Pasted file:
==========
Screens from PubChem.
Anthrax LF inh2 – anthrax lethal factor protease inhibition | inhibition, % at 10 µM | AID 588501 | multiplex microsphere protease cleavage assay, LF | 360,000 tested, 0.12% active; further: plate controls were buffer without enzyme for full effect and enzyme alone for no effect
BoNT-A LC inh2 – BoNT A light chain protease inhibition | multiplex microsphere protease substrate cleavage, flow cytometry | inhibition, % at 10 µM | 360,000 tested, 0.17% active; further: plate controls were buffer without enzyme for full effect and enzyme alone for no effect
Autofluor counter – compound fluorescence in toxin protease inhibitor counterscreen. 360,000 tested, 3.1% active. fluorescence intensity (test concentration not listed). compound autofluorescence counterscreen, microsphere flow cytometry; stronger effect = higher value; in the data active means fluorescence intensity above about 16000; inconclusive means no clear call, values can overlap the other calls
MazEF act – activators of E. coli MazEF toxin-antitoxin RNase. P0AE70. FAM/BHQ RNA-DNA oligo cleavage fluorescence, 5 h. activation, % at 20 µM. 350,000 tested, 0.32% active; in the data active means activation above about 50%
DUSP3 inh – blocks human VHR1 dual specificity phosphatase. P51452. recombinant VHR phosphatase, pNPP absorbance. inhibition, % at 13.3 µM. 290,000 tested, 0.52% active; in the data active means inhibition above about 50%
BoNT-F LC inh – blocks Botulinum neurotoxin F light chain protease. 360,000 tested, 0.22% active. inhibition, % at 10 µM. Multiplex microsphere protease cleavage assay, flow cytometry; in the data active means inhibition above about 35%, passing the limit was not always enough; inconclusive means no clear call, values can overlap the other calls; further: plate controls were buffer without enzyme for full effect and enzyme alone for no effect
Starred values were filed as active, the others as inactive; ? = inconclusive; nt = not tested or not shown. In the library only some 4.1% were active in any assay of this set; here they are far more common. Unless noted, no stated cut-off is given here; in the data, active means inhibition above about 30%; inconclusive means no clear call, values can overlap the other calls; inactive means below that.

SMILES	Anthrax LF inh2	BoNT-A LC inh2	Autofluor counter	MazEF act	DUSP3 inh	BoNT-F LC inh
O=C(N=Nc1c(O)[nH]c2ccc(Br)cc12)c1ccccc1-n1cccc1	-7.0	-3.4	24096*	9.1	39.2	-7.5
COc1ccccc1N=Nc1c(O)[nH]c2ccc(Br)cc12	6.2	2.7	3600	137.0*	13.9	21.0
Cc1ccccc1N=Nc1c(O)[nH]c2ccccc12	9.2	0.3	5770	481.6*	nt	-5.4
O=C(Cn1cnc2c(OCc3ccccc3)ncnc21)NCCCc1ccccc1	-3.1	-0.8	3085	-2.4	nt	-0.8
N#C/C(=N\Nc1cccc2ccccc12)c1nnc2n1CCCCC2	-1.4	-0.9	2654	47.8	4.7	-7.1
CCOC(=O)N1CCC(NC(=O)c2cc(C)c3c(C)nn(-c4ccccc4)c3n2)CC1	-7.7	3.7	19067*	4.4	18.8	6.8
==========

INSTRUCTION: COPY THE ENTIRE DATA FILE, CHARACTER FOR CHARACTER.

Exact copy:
Screens from PubChem.
Anthrax LF inh2 – anthrax lethal factor protease inhibition | inhibition, % at 10 µM | AID 588501 | multiplex microsphere protease cleavage assay, LF | 360,000 tested, 0.12% active; further: plate controls were buffer without enzyme for full effect and enzyme alone for no effect
BoNT-A LC inh2 – BoNT A light chain protease inhibition | multiplex microsphere protease substrate cleavage, flow cytometry | inhibition, % at 10 µM | 360,000 tested, 0.17% active; further: plate controls were buffer without enzyme for full effect and enzyme alone for no effect
Autofluor counter – compound fluorescence in toxin protease inhibitor counterscreen. 360,000 tested, 3.1% active. fluorescence intensity (test concentration not listed). compound autofluorescence counterscreen, microsphere flow cytometry; stronger effect = higher value; in the data active means fluorescence intensity above about 16000; inconclusive means no clear call, values can overlap the other calls
MazEF act – activators of E. coli MazEF toxin-antitoxin RNase. P0AE70. FAM/BHQ RNA-DNA oligo cleavage fluorescence, 5 h. activation, % at 20 µM. 350,000 tested, 0.32% active; in the data active means activation above about 50%
DUSP3 inh – blocks human VHR1 dual specificity phosphatase. P51452. recombinant VHR phosphatase, pNPP absorbance. inhibition, % at 13.3 µM. 290,000 tested, 0.52% active; in the data active means inhibition above about 50%
BoNT-F LC inh – blocks Botulinum neurotoxin F light chain protease. 360,000 tested, 0.22% active. inhibition, % at 10 µM. Multiplex microsphere protease cleavage assay, flow cytometry; in the data active means inhibition above about 35%, passing the limit was not always enough; inconclusive means no clear call, values can overlap the other calls; further: plate controls were buffer without enzyme for full effect and enzyme alone for no effect
Starred values were filed as active, the others as inactive; ? = inconclusive; nt = not tested or not shown. In the library only some 4.1% were active in any assay of this set; here they are far more common. Unless noted, no stated cut-off is given here; in the data, active means inhibition above about 30%; inconclusive means no clear call, values can overlap the other calls; inactive means below that.

SMILES	Anthrax LF inh2	BoNT-A LC inh2	Autofluor counter	MazEF act	DUSP3 inh	BoNT-F LC inh
O=C(N=Nc1c(O)[nH]c2ccc(Br)cc12)c1ccccc1-n1cccc1	-7.0	-3.4	24096*	9.1	39.2	-7.5
COc1ccccc1N=Nc1c(O)[nH]c2ccc(Br)cc12	6.2	2.7	3600	137.0*	13.9	21.0
Cc1ccccc1N=Nc1c(O)[nH]c2ccccc12	9.2	0.3	5770	481.6*	nt	-5.4
O=C(Cn1cnc2c(OCc3ccccc3)ncnc21)NCCCc1ccccc1	-3.1	-0.8	3085	-2.4	nt	-0.8
N#C/C(=N\Nc1cccc2ccccc12)c1nnc2n1CCCCC2	-1.4	-0.9	2654	47.8	4.7	-7.1
CCOC(=O)N1CCC(NC(=O)c2cc(C)c3c(C)nn(-c4ccccc4)c3n2)CC1	-7.7	3.7	19067*	4.4	18.8	6.8